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Meet the Video Game School of the Future

Attention middle and high school students: You're going to want to go to this school!


Ask the average middle or high school student if they would rather do algebra or play "Dragon Age II", and the video game option is going to win. But, if an innovative schooling idea called Quest to Learn (Q2L), spreads to the mainstream, future students might not have to choose. Don't worry, Q2L students don't play commercial video games all day. Instead, the school's systems thinking-centered academic curriculum immerses students in a "game-like learning environment," while also teaching kids how to design their own video games.

The first Q2L school opened in New York City in 2009, and far from being drilled with test prep, the gamers "learn by 'taking on' the behaviors and practices of the people in real life knowledge domains." That means they become "biologist and historians and mathematicians instead of learning about biology or history or math." Students also acquire marketable real-world skills like website production, film making, and podcasting. Along the way, they solve real world problems, use and analyze data, and learn to communicate effectively.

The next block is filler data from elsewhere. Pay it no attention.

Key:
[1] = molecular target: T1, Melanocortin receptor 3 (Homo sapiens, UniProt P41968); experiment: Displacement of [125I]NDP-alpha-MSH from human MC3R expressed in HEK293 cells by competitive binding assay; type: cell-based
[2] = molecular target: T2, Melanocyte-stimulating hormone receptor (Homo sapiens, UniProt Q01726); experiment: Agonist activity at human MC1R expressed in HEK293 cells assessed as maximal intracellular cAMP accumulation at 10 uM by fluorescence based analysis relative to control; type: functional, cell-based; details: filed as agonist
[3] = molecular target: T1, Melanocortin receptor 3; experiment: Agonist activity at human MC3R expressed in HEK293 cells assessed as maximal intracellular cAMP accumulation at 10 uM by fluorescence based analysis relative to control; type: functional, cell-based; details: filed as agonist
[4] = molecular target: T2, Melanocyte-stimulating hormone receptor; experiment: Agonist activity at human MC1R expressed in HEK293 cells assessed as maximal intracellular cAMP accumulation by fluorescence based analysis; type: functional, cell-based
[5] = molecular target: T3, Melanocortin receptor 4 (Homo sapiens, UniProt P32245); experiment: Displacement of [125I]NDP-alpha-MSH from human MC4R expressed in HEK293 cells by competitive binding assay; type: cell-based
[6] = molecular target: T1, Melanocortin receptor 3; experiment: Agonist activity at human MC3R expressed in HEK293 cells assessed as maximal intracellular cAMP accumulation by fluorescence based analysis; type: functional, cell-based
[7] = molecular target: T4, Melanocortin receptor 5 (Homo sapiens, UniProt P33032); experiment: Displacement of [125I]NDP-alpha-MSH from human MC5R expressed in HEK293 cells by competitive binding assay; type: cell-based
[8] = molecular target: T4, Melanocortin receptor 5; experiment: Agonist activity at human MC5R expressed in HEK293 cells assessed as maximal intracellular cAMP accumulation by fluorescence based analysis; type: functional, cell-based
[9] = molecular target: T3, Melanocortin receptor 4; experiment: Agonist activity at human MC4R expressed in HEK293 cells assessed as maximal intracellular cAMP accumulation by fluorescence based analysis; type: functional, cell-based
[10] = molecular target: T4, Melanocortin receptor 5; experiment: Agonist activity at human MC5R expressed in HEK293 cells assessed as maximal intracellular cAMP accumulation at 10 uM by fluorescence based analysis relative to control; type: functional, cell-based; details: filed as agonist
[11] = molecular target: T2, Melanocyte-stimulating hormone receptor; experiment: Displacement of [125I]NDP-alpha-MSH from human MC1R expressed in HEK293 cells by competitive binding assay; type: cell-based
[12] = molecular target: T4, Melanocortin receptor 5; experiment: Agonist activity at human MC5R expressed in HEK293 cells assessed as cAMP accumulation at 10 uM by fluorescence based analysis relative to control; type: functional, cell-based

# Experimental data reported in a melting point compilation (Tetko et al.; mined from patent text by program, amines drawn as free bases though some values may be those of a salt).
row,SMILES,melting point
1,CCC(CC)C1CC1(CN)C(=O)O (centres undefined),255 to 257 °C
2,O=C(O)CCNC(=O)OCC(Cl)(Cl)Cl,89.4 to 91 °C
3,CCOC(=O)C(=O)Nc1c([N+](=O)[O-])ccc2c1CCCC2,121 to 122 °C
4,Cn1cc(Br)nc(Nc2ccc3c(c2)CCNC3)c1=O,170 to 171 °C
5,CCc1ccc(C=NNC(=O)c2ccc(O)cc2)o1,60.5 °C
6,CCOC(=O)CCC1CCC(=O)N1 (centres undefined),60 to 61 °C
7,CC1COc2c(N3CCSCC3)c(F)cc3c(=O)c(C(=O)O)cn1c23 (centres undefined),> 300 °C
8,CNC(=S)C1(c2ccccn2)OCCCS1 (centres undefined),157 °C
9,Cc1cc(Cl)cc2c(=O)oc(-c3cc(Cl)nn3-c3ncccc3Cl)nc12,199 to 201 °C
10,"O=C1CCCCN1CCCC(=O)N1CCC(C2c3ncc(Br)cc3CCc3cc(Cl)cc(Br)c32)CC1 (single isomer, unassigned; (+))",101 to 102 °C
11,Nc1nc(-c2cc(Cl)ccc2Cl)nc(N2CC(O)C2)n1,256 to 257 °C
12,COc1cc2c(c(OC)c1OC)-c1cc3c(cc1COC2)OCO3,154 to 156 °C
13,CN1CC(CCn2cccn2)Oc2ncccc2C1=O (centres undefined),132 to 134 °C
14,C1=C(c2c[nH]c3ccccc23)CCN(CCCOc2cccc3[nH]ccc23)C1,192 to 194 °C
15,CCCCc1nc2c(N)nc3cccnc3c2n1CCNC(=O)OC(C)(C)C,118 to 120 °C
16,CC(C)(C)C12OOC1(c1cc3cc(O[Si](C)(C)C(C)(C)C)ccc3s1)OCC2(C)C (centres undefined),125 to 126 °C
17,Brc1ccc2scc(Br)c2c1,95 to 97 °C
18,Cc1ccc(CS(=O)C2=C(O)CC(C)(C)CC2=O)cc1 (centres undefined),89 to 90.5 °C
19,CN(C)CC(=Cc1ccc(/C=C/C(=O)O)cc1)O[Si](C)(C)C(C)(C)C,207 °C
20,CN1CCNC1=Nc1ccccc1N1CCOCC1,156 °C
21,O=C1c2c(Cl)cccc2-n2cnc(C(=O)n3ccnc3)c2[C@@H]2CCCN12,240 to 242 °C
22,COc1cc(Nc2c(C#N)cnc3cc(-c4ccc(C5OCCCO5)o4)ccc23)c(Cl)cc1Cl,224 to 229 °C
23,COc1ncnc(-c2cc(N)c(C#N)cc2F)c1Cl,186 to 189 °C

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Need a Grand for Your Big Idea? Meet The Awesome Foundation

The Awesome Foundation wants to give you $1,000 for your public art project or madcap science experiment.

Got a great idea to improve your little corner of the city? Would a thousand bucks help you make that happen? A Boston-based operation called The Awesome Foundation launched in 2009 with a simple mission: to put a grand in the hands of people with great ideas every month. Public art, mobile applications, madcap science experiments—all ideas welcome. It's spread to an additional ten cities since.

So how do they define awesome?

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